Storing the bountiful harvest
Homily 334 – 25th after Pentecost
Holy Transfiguration Orthodox Church, Ames, Iowa
November 18, 2018
Epistle: (224) Ephesians 4:1-6
Gospel: (66) Luke 12:16-21
In the Name of the Father, and of the Son, and of the Holy Spirit, One God.
Jesus tells us this morning a parable. The truth that this parable communicates is that nothing belongs to us. We earned exactly nothing.
Everything we have is a gift from God. And thinking otherwise is dangerous.
The ground of a certain rich man produced in abundance. Notice that the abundance wasn’t attributed to the rich man – but to the ground.
The man, however, took possession of the fruit of the ground. Note that this man was already called “rich”. He already had an abundance.
The rich man makes a decision that the Lord God calls “foolish”. A bit further, actually, as he calls the man a fool.
He decides to tear down his existing storage and build bigger storage. A reasonable human reaction – but one the Lord says is the solution of a fool.
Why? Because that very night he will die.
Either way he goes – if he hoards the abundance, or if he doesn’t – he will not be around to enjoy the abundance.
And neither will we.
Someone else will enjoy most, if not all, of our efforts. So instead of hoarding – prepare for the life which is to come. Share now, avoid the rush.
Blessed Theophylact in his commentary reminds us that the man need not build new storage. God has placed storage in our midst.
They are called “the poor.” The needy, the hungry, the homeless. Theophylact tells us the storehouses of God are the stomachs of the poor.
Christ tells us in another place, in the gospel of Matthew, that when we give to the poor, when we provide shelter and food for the hungry and homeless, when we visit those who are sick and in prison, we are serving Christ Himself, even when we don’t know it.
But we cannot serve Christ with the bountiful harvest in storage.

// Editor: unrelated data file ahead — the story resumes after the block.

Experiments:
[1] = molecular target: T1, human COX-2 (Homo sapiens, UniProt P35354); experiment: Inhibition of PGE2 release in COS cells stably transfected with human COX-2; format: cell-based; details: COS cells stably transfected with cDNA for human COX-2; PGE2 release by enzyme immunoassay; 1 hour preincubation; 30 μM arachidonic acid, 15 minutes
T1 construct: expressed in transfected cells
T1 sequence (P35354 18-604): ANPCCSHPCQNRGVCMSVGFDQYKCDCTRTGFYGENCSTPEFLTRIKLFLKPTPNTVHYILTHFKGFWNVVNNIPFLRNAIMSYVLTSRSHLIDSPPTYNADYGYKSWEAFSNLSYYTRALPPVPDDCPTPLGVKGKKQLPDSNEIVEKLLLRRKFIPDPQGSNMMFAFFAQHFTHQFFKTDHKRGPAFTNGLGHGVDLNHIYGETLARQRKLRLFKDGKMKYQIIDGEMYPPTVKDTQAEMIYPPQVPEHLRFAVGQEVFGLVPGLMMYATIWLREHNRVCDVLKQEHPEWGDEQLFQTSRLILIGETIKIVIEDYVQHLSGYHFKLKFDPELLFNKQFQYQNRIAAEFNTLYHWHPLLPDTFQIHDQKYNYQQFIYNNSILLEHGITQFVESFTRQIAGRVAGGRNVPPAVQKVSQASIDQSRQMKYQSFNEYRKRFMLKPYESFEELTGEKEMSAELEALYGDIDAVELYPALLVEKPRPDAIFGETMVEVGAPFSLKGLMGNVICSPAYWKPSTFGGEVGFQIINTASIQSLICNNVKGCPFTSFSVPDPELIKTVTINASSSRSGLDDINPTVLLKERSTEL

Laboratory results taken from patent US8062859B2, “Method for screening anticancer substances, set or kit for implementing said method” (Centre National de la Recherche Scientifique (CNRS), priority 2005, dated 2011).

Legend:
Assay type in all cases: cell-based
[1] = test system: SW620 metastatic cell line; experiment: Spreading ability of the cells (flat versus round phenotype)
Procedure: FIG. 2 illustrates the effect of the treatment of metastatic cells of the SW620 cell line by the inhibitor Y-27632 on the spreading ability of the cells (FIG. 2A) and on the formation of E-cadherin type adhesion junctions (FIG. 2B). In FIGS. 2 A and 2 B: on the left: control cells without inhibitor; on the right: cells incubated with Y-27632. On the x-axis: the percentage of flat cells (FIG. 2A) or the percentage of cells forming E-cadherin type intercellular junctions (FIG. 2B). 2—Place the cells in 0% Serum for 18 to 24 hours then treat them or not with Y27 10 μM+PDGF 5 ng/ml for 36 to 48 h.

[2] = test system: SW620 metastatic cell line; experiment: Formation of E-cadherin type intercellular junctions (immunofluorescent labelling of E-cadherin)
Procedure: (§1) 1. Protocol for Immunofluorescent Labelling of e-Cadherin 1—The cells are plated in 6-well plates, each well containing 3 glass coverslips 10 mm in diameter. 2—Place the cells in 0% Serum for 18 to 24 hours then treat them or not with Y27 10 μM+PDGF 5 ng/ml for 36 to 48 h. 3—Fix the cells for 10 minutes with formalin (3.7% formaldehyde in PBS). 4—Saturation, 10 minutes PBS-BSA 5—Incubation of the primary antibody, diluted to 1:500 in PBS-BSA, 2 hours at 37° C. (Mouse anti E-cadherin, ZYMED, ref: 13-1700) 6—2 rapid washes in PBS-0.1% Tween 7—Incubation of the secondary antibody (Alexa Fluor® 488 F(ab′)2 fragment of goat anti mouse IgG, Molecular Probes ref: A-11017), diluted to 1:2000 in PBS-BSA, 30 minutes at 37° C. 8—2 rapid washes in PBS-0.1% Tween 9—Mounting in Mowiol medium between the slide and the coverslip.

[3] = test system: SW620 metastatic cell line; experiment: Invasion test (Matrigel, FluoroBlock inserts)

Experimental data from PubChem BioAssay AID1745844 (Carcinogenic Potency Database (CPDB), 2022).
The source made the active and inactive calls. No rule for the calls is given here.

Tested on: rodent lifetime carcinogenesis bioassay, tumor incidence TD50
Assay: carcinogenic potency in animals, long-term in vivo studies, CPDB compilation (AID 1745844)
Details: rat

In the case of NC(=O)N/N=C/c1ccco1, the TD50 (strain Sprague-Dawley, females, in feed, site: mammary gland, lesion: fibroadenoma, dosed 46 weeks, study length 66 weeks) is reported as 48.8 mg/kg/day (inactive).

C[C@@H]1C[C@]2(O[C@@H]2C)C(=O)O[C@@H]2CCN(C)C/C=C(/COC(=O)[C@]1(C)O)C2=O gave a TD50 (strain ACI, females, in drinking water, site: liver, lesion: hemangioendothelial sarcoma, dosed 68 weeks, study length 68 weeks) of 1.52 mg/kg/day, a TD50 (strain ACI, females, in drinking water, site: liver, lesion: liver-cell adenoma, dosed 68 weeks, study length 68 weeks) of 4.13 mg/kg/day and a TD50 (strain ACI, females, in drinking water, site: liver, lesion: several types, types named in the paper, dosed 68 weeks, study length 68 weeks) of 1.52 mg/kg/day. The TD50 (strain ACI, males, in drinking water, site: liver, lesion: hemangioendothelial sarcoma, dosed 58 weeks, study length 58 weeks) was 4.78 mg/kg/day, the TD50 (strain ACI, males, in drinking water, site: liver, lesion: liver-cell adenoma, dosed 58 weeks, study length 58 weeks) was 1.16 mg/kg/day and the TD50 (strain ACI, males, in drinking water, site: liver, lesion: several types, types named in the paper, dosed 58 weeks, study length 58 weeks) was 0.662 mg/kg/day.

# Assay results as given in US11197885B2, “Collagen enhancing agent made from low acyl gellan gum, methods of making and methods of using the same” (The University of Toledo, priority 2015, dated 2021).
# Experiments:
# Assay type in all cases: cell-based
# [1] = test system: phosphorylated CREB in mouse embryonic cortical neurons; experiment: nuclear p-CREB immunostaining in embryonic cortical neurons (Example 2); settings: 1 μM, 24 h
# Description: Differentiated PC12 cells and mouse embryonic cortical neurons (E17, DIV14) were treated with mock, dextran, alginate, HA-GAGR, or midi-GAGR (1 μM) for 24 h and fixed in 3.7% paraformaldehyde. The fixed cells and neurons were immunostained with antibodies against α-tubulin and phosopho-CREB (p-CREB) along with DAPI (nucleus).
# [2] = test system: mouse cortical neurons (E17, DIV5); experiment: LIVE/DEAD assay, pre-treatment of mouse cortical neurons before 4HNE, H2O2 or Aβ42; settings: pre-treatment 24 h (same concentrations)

And we recall that St. Paul wrote in his second epistle to the Corinthians:
For I do not mean that others should be eased and you burdened, but that as a matter of fairness your abundance at the present time should supply their need, so that their abundance may supply your need, that there may be fairness. As it is written, “Whoever gathered much had nothing left over, and whoever gathered little had no lack.” (2 Cor 8:13-15)
We don’t get to take anything with us to heaven. Better to have the prayers of the poor than a collection of rotting stuff.
Peter tells Christ at one point that they have given up everything to follow Him. And Christ responds:
everyone who has left houses or brothers or sisters or father or mother or wife or children or fields for my sake will receive a hundred times as much and will inherit eternal life. (Mt. 19:29)
The Gospels are full of these promises from God to us. And, in addition, He promises us that He will provide for our needs also!
We do not have to worry about going without. We give confidently. Joyfully. Knowing with full certainty that in the Kingdom of God – the only place it matters – we are doing exactly what God wants from us.
After all, what is God’s will? That we love one another. That we meet one another’s needs.
I read an article about people who saved and retired early – before they were 40. Because they both quit their jobs, they experienced a significant decline in social interaction, including with their own family and friends.
They stayed home, or traveled. Their family and friends could not join them because – guess what? – they had to work. They had family obligations.
So these young retirees were free – but alone.
Perhaps some people can live that way – I cannot. I need people around me, interacting with me. Being alone isn’t human nature. God’s first pronouncement about the human He created was that it wasn’t good to be alone.
So. We have a lot of evidence about the way we should act, and the way we should give. We have a lot of evidence about the promises made to us by God, should we choose to follow His path.
Do we trust in God? Or do we trust in the wealth God entrusts to us?
We all know the “correct answer.” We know, even if we can’t articulate it, that relationships are more important that belongings.
We know that everything we have is given us by God.
So that we can trust in His promises to care for us, both here, and in the Kingdom which is in our midst, forever.
In the Name of the Father, and of the Son, and of the Holy Spirit, One God. Glory to Jesus Christ!